Effects of Fuel Injection Conditions on Driving Performance of a DME Diesel Vehicle 2003-01-3193
Since dimethyl ether (DME) is a synthetic fuel, it is possible to make it from natural gas, coal and biomass. It is a low-emission, oxygenated fuel, which does not generate soot in the exhaust. Therefore, it has recently been identified as a possible replacement for diesel fuel.
In Japan, the new short-term emissions regulations will be enforced beginning in 2003, and the long-term emissions regulations are scheduled to be enforced in 2005. In order to meet these more stringent emissions regulations, existing diesel engines would not be as widely used in the near future as they currently are. This will thus bring about a more widespread use of DME engines due to their low emissions potential. Moreover, when the modification of existing diesel engines into DME engines is available at a moderate cost, the wider use of DME engines can be expected.
This study targeted development and application of DME engine technology for diesel engine retrofit, in a used diesel vehicle. Thus, the development of a DME diesel vehicle has been achieved while minimizing the modification of the existing diesel vehicle, modifications which were mainly restricted to the fuel supply system.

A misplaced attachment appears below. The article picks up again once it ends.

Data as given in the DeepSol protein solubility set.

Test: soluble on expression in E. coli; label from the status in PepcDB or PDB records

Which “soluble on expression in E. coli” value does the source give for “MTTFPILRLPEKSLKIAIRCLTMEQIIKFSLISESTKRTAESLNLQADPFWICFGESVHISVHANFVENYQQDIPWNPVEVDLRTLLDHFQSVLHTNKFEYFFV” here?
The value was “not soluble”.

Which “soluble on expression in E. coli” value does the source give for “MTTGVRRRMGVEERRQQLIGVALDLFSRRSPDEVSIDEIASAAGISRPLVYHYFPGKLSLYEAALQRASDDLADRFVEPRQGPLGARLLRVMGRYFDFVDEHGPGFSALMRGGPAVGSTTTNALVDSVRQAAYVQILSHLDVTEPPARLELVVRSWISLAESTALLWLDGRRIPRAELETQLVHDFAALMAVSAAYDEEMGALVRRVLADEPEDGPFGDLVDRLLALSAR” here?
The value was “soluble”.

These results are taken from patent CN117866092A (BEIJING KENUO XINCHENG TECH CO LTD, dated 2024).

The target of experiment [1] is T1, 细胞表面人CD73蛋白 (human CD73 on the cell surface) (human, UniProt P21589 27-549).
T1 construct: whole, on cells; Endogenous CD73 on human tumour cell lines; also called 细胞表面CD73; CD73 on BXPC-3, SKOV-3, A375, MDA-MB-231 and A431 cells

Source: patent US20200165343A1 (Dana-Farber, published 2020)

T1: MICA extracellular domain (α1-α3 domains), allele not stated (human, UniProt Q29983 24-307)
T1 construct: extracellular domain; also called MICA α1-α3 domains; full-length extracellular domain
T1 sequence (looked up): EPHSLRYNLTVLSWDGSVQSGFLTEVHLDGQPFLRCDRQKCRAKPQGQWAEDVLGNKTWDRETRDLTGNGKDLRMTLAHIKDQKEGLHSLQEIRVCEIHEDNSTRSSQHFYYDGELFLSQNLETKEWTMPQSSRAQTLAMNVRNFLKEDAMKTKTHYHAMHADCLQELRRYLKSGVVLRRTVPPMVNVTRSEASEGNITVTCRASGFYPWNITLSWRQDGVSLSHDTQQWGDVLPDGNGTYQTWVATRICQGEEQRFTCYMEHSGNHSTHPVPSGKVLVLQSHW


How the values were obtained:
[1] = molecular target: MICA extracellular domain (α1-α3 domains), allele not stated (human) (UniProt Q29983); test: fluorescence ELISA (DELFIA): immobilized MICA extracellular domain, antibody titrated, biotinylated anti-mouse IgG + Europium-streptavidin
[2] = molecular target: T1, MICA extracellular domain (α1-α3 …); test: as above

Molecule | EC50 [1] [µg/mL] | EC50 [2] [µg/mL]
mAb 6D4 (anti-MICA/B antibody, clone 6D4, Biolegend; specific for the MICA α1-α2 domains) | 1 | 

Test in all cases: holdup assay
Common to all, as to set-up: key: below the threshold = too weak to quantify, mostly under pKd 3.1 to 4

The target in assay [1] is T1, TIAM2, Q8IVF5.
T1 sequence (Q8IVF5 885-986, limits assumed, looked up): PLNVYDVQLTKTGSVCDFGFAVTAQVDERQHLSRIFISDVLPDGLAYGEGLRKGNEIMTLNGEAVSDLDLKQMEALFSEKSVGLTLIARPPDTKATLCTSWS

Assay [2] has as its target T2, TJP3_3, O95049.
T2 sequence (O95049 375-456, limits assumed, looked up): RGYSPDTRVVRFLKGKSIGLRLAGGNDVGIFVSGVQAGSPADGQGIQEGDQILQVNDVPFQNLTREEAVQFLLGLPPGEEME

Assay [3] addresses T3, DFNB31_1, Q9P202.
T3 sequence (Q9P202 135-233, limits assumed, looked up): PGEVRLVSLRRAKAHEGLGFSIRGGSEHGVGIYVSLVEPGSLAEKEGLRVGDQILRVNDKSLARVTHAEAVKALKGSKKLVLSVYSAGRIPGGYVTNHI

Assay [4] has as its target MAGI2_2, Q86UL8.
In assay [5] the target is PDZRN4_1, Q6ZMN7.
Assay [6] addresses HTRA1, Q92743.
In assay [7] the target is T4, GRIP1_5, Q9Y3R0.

Experimental results with a vehicle showed that no particulate matter (PM) was emitted, and NOx emissions could be reduced by a catalyst and EGR. This study demonstrated that the short-term regulations can be met with the proposed DME engine system. Also, satisfactory driving performance and trouble-free operation of the vehicle was observed, with stable operation of the fuel supply system on DME fuel. This work demonstrates that when the DME fuel supply infrastructure is in place, DME diesel vehicles can penetrate the market as a low emission vehicle.